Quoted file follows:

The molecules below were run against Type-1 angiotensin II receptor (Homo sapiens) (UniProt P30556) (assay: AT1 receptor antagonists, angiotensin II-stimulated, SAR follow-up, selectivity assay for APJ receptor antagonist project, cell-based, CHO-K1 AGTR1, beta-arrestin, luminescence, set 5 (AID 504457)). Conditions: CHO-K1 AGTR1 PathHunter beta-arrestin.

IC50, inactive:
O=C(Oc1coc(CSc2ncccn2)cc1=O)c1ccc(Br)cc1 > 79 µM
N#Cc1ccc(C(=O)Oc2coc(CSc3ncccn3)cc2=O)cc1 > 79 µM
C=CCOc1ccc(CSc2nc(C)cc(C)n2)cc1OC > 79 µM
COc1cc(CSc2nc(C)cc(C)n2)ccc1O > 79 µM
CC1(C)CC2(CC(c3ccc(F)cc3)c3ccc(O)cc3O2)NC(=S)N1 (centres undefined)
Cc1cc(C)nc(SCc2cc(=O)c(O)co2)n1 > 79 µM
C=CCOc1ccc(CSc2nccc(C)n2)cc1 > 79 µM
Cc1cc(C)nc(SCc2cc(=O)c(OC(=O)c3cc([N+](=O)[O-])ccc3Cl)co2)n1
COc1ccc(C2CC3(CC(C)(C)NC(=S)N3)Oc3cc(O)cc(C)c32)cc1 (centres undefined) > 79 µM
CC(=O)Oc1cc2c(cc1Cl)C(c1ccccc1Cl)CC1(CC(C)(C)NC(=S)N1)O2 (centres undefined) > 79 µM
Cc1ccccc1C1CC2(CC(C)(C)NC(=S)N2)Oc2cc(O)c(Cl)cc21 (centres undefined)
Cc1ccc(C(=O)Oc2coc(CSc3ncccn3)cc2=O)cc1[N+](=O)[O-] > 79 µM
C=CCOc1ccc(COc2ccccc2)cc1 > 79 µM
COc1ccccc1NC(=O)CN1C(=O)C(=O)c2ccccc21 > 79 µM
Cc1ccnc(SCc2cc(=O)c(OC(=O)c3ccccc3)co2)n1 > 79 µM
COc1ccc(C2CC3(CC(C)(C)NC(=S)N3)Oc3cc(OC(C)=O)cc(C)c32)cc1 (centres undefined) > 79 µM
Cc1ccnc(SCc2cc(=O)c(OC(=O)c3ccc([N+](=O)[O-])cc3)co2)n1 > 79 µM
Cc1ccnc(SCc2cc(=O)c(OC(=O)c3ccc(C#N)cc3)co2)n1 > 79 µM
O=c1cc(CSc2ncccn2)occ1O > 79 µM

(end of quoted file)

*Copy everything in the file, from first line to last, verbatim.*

The molecules below were run against Type-1 angiotensin II receptor (Homo sapiens) (UniProt P30556) (assay: AT1 receptor antagonists, angiotensin II-stimulated, SAR follow-up, selectivity assay for APJ receptor antagonist project, cell-based, CHO-K1 AGTR1, beta-arrestin, luminescence, set 5 (AID 504457)). Conditions: CHO-K1 AGTR1 PathHunter beta-arrestin.

IC50, inactive:
O=C(Oc1coc(CSc2ncccn2)cc1=O)c1ccc(Br)cc1 > 79 µM
N#Cc1ccc(C(=O)Oc2coc(CSc3ncccn3)cc2=O)cc1 > 79 µM
C=CCOc1ccc(CSc2nc(C)cc(C)n2)cc1OC > 79 µM
COc1cc(CSc2nc(C)cc(C)n2)ccc1O > 79 µM
CC1(C)CC2(CC(c3ccc(F)cc3)c3ccc(O)cc3O2)NC(=S)N1 (centres undefined)
Cc1cc(C)nc(SCc2cc(=O)c(O)co2)n1 > 79 µM
C=CCOc1ccc(CSc2nccc(C)n2)cc1 > 79 µM
Cc1cc(C)nc(SCc2cc(=O)c(OC(=O)c3cc([N+](=O)[O-])ccc3Cl)co2)n1
COc1ccc(C2CC3(CC(C)(C)NC(=S)N3)Oc3cc(O)cc(C)c32)cc1 (centres undefined) > 79 µM
CC(=O)Oc1cc2c(cc1Cl)C(c1ccccc1Cl)CC1(CC(C)(C)NC(=S)N1)O2 (centres undefined) > 79 µM
Cc1ccccc1C1CC2(CC(C)(C)NC(=S)N2)Oc2cc(O)c(Cl)cc21 (centres undefined)
Cc1ccc(C(=O)Oc2coc(CSc3ncccn3)cc2=O)cc1[N+](=O)[O-] > 79 µM
C=CCOc1ccc(COc2ccccc2)cc1 > 79 µM
COc1ccccc1NC(=O)CN1C(=O)C(=O)c2ccccc21 > 79 µM
Cc1ccnc(SCc2cc(=O)c(OC(=O)c3ccccc3)co2)n1 > 79 µM
COc1ccc(C2CC3(CC(C)(C)NC(=S)N3)Oc3cc(OC(C)=O)cc(C)c32)cc1 (centres undefined) > 79 µM
Cc1ccnc(SCc2cc(=O)c(OC(=O)c3ccc([N+](=O)[O-])cc3)co2)n1 > 79 µM
Cc1ccnc(SCc2cc(=O)c(OC(=O)c3ccc(C#N)cc3)co2)n1 > 79 µM
O=c1cc(CSc2ncccn2)occ1O > 79 µM